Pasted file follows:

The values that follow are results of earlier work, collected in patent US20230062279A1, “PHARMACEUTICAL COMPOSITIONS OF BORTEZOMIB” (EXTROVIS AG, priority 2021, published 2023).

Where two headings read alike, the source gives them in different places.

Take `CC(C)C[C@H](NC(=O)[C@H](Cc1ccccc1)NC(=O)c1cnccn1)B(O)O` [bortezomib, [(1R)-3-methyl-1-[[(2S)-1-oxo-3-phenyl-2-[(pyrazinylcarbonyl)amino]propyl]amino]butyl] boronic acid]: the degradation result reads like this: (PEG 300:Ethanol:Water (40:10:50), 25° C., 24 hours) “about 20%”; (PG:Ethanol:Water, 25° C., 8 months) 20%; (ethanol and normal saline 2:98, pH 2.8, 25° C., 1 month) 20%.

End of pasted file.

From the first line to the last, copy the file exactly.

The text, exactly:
The values that follow are results of earlier work, collected in patent US20230062279A1, “PHARMACEUTICAL COMPOSITIONS OF BORTEZOMIB” (EXTROVIS AG, priority 2021, published 2023).

Where two headings read alike, the source gives them in different places.

Take `CC(C)C[C@H](NC(=O)[C@H](Cc1ccccc1)NC(=O)c1cnccn1)B(O)O` [bortezomib, [(1R)-3-methyl-1-[[(2S)-1-oxo-3-phenyl-2-[(pyrazinylcarbonyl)amino]propyl]amino]butyl] boronic acid]: the degradation result reads like this: (PEG 300:Ethanol:Water (40:10:50), 25° C., 24 hours) “about 20%”; (PG:Ethanol:Water, 25° C., 8 months) 20%; (ethanol and normal saline 2:98, pH 2.8, 25° C., 1 month) 20%.